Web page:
Virtual reality based support system for layout planning and programming of an industrial robotic work cell.

Yap HJ, Taha Z, Dawal SZ, Chang SW - PLoS ONE (2014)

Overview of the project.
© Copyright Policy
Related In: Results  -  Collection

License
Show All Figures
getmorefigures.php?uid=PMC4215904&req=5

pone-0109692-g007: Overview of the project.
Mentions: The virtual reality-based programming of a robotic work cell (VR-Rocell) is developed by solid modelling using commercial CAD software. The 3D models can be saved in a universal file format, either in STL, VRML, XML or OBJ. Following this, these models are integrated into the VR-Robotic Work Cell Layout (VR-RoWL) using a generic approach, in which the assembly models are saved in the VRML format. Virtual models can be transformed and saved in new files. The assembly models can be designed, modified and re-arranged accordingly. The models will be used to teach the robot path via the VR-based Robot Teaching system (VR-RoT). The robot commands and layout information can be loaded into the actual robotic work cell to execute the desired tasks. In addition, the VM models can be saved in different universal file formats. Therefore, the output models from one VM can be transferred or imported to another VM in the universal file format. Figure 7 shows the overview of the research.

Bottom Line: A case study is conducted in the Robotics Laboratory to assemble an electronics casing and it is found that the output models are compatible with commercial software without loss of information.Furthermore, the generated KUKA commands are workable when loaded into a commercial simulator.The operation of the actual robotic work cell shows that the errors may be due to the dynamics of the KUKA robot rather than the accuracy of the generated programme.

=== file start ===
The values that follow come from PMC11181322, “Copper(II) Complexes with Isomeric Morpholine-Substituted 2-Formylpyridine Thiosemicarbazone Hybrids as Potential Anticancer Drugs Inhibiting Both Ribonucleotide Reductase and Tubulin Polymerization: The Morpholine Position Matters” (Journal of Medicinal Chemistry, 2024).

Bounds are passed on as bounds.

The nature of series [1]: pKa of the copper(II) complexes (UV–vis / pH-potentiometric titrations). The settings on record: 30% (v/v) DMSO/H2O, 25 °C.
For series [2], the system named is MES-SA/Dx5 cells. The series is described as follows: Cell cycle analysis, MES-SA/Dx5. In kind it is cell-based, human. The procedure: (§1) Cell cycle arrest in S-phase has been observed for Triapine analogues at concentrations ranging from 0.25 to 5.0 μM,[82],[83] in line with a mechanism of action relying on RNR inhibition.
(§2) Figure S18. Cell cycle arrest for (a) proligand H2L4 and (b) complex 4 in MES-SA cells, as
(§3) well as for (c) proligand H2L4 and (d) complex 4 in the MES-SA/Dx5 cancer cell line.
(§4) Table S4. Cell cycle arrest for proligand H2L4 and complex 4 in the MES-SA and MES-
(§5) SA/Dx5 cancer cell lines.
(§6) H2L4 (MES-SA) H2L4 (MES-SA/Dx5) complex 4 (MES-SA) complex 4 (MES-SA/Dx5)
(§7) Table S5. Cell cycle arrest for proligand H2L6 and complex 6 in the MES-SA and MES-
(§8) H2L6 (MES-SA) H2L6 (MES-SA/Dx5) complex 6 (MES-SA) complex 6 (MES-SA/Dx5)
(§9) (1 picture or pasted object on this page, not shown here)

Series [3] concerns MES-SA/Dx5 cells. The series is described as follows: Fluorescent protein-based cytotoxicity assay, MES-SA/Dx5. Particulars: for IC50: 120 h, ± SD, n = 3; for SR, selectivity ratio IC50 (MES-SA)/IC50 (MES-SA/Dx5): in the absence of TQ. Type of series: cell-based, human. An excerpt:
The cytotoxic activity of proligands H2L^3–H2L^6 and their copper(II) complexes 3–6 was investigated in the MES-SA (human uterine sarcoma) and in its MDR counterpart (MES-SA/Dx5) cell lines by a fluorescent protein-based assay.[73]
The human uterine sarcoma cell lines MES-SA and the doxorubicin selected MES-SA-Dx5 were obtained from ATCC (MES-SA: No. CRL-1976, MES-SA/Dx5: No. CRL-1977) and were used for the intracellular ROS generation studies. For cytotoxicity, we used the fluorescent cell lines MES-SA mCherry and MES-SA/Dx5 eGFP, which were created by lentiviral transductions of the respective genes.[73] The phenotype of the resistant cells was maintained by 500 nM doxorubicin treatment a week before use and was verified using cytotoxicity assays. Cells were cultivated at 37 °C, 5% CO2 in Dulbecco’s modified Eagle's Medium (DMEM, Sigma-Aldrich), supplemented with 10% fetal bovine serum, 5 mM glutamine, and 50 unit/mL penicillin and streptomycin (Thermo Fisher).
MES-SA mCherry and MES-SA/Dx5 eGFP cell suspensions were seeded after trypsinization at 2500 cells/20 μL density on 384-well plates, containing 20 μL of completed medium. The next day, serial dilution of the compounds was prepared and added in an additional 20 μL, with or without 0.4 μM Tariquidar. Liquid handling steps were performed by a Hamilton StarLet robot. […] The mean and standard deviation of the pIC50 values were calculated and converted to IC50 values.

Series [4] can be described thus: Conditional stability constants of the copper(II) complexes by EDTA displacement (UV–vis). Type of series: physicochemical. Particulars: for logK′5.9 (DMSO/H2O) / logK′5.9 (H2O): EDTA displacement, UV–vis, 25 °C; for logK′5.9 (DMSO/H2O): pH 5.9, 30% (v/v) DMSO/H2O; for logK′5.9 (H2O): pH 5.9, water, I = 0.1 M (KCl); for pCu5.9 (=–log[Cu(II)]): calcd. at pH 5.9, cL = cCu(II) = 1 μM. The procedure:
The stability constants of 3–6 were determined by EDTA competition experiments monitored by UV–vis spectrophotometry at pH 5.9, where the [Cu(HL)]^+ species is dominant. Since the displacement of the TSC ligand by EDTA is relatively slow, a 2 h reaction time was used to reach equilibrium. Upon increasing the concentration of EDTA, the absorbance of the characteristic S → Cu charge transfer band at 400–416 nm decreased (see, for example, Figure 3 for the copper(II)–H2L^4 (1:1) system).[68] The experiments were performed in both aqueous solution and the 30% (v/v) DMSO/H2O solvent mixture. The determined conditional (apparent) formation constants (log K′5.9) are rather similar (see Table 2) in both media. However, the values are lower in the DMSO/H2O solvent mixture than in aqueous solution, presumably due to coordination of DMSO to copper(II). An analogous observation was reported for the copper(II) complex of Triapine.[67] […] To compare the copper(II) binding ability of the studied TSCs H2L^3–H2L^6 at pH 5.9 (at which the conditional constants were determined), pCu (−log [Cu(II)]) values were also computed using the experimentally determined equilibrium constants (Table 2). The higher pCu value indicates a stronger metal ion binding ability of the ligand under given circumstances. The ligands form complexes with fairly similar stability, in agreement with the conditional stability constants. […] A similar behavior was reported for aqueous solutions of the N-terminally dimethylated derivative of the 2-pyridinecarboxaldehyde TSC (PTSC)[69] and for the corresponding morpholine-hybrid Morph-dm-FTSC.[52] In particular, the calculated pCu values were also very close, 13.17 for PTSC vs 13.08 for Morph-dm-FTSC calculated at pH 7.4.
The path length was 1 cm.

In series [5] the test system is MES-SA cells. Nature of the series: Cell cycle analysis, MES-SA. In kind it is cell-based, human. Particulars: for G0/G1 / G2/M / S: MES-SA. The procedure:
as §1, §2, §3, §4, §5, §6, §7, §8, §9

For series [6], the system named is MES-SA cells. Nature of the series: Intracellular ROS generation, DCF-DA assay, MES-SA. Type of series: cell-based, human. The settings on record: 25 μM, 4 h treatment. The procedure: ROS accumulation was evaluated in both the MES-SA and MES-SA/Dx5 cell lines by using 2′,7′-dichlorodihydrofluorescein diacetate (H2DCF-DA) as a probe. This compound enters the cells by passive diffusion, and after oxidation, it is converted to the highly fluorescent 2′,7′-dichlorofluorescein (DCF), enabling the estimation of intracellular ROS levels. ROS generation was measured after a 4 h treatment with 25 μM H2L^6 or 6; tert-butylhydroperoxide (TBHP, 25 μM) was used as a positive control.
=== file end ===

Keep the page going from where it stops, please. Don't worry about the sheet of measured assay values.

View Article: PubMed Central - PubMed

Affiliation: Department of Mechanical Engineering, Faculty of Engineering, University of Malaya, Kuala Lumpur, Malaysia.

ABSTRACT
Traditional robotic work cell design and programming are considered inefficient and outdated in current industrial and market demands. In this research, virtual reality (VR) technology is used to improve human-robot interface, whereby complicated commands or programming knowledge is not required. The proposed solution, known as VR-based Programming of a Robotic Work Cell (VR-Rocell), consists of two sub-programmes, which are VR-Robotic Work Cell Layout (VR-RoWL) and VR-based Robot Teaching System (VR-RoT). VR-RoWL is developed to assign the layout design for an industrial robotic work cell, whereby VR-RoT is developed to overcome safety issues and lack of trained personnel in robot programming. Simple and user-friendly interfaces are designed for inexperienced users to generate robot commands without damaging the robot or interrupting the production line. The user is able to attempt numerous times to attain an optimum solution. A case study is conducted in the Robotics Laboratory to assemble an electronics casing and it is found that the output models are compatible with commercial software without loss of information. Furthermore, the generated KUKA commands are workable when loaded into a commercial simulator. The operation of the actual robotic work cell shows that the errors may be due to the dynamics of the KUKA robot rather than the accuracy of the generated programme. Therefore, it is concluded that the virtual reality based solution approach can be implemented in an industrial robotic work cell.